SEC charges Centaurus Financial for unsuitable recommendations of VRSPs
The Securities and Exchange Commission (SEC) today announced that dually registered broker-dealer and investment adviser Centaurus Financial, Inc., branch manager Ricky A. Mantei, and registered representative Atul Makharia agreed to settle charges in connection with the unsuitable recommendation of variable interest rate structured products (VRSPs) to certain Centaurus retail brokerage customers.
According to the SEC’s order, the VRSPs are complex, structured securities with maturity periods of fifteen years or more issued by large well-known financial institutions. The VRSPs initially offer guaranteed fixed-interest-rate payments, typically for a period of one to three years, and then convert to variable interest-rate payments. During the variable rate period, the VRSPs can cease making interest payments. Furthermore, according to the order, investors can also lose some or all of their invested principal at maturity if the VRSPs’ referenced securities indexes decline more than a specified percentage at maturity.
The SEC’s order finds that, between June 2016 and July 2019, Makharia and seven other registered representatives from Centaurus’ Lexington, South Carolina branch office made recommendations of VRSPs to ninety-four retail customers for whom the recommendations were unsuitable in light of each of the specific customers’ financial situations and needs.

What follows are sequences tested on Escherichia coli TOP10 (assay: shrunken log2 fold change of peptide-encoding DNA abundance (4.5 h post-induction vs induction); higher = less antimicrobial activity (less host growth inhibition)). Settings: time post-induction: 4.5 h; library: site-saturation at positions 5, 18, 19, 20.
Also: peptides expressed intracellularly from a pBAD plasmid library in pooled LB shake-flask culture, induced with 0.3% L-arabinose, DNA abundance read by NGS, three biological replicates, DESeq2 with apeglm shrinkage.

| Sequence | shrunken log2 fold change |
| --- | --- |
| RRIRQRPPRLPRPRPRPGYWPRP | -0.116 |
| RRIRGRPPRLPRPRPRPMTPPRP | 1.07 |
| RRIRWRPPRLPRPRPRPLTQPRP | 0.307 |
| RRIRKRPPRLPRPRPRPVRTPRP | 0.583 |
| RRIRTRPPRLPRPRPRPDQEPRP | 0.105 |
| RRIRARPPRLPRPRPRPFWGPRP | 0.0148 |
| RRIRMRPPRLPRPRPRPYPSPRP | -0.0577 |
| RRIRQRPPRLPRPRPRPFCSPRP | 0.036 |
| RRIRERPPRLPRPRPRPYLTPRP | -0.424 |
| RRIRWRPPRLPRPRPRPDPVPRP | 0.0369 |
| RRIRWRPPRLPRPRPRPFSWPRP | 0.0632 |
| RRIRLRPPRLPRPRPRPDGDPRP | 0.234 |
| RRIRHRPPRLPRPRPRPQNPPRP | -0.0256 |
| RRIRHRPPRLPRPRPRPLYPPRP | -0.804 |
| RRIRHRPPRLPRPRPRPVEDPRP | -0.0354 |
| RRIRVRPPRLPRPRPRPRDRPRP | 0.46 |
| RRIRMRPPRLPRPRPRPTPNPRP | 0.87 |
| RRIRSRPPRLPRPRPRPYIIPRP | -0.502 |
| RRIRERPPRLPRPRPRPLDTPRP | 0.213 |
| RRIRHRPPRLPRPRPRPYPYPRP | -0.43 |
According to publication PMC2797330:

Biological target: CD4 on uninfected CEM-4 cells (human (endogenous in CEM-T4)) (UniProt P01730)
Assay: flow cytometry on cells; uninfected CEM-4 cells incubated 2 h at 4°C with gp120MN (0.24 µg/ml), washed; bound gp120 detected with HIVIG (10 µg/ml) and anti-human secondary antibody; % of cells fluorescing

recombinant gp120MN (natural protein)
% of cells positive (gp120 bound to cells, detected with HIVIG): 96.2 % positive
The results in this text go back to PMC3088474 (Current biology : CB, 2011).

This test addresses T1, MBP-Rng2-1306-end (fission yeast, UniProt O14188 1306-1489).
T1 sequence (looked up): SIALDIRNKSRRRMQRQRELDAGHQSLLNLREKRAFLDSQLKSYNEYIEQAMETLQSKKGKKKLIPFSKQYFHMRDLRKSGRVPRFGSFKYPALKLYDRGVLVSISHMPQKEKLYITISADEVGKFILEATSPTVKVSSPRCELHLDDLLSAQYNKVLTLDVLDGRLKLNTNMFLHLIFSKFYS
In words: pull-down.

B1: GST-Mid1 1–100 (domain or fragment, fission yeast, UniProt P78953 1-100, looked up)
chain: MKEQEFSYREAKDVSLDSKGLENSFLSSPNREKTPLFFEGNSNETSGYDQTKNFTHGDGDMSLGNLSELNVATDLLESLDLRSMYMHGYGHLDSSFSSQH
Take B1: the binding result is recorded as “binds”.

According to the SEC’s order, Makharia made fifty of these unsuitable recommendations to thirty customers. The SEC’s order further finds that Centaurus failed to implement, and Mantei failed to follow, Centaurus’ customer-specific suitability procedures and that Centaurus violated the broker-dealer books and records provisions of the federal securities laws.
The SEC’s order finds that Centaurus violated Sections 17(a)(2) and 17(a)(3) of the Securities Act of 1933 (“Securities Act”) and Section 17(a) of the Securities Exchange Act of 1934 (“Exchange Act”) and Rules 17a-4(e)(5), 17a-4(f)(2), and 17a-3(a)(17)(i)(B)(3) thereunder, Makharia violated Sections 17(a)(2) and 17(a)(3) of the Securities Act, and Mantei caused Centaurus’ and Makharia’s violations of Sections 17(a)(2) and 17(a)(3) of the Securities Act.
The SEC’s order also finds that Centaurus and Mantei failed reasonably to supervise the CFI RRs within the meaning of Section 15(b)(4)(E) of the Exchange Act and Section 203(e)(6) of the Investment Advisers Act of 1940 with a view to preventing or detecting the CFI RRs’ violations of Sections 17(a)(2) and 17(a)(3) of the Securities Act.
Without admitting or denying the findings in the SEC’s order, Centaurus, Mantei, and Makharia agreed to cease and desist from future violations of the charged provisions. Centaurus also consented to a censure, and agreed to pay disgorgement of $4,876 plus prejudgment interest of $623 and a civil penalty of $750,000, and to retain an independent compliance consultant.
Mantei agreed to pay disgorgement of $92,650 plus prejudgment interest of $11,842 and a civil penalty of $206,000, and to limitations that prevent him from acting in a supervisory capacity for six months. Makharia agreed to pay a civil penalty of $35,000 and to associational and penny-stock suspensions of six months.